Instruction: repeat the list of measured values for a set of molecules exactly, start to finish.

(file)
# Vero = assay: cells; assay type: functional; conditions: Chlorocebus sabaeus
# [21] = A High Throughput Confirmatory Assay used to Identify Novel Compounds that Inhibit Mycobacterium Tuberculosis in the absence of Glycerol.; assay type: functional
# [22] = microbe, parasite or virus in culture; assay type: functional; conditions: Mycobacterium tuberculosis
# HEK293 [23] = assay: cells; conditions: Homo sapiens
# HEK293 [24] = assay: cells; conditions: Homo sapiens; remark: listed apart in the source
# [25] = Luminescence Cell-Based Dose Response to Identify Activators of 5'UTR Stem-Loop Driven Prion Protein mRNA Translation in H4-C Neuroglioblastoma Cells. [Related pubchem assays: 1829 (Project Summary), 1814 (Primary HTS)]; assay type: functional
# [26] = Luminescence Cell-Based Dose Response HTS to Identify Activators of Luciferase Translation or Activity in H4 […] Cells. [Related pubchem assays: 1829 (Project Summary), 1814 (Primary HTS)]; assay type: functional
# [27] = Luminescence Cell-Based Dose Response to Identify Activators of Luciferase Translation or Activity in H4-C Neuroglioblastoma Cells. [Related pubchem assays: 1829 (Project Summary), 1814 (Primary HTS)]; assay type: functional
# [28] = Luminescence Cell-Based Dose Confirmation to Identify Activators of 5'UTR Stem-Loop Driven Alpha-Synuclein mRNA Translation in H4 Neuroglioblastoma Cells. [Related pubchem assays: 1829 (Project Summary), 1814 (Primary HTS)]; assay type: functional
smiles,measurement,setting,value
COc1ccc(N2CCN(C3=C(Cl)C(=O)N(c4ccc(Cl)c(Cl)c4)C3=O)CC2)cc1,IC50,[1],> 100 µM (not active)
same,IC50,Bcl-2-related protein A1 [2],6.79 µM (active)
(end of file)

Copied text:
# Vero = assay: cells; assay type: functional; conditions: Chlorocebus sabaeus
# [21] = A High Throughput Confirmatory Assay used to Identify Novel Compounds that Inhibit Mycobacterium Tuberculosis in the absence of Glycerol.; assay type: functional
# [22] = microbe, parasite or virus in culture; assay type: functional; conditions: Mycobacterium tuberculosis
# HEK293 [23] = assay: cells; conditions: Homo sapiens
# HEK293 [24] = assay: cells; conditions: Homo sapiens; remark: listed apart in the source
# [25] = Luminescence Cell-Based Dose Response to Identify Activators of 5'UTR Stem-Loop Driven Prion Protein mRNA Translation in H4-C Neuroglioblastoma Cells. [Related pubchem assays: 1829 (Project Summary), 1814 (Primary HTS)]; assay type: functional
# [26] = Luminescence Cell-Based Dose Response HTS to Identify Activators of Luciferase Translation or Activity in H4 […] Cells. [Related pubchem assays: 1829 (Project Summary), 1814 (Primary HTS)]; assay type: functional
# [27] = Luminescence Cell-Based Dose Response to Identify Activators of Luciferase Translation or Activity in H4-C Neuroglioblastoma Cells. [Related pubchem assays: 1829 (Project Summary), 1814 (Primary HTS)]; assay type: functional
# [28] = Luminescence Cell-Based Dose Confirmation to Identify Activators of 5'UTR Stem-Loop Driven Alpha-Synuclein mRNA Translation in H4 Neuroglioblastoma Cells. [Related pubchem assays: 1829 (Project Summary), 1814 (Primary HTS)]; assay type: functional
smiles,measurement,setting,value
COc1ccc(N2CCN(C3=C(Cl)C(=O)N(c4ccc(Cl)c(Cl)c4)C3=O)CC2)cc1,IC50,[1],> 100 µM (not active)
same,IC50,Bcl-2-related protein A1 [2],6.79 µM (active)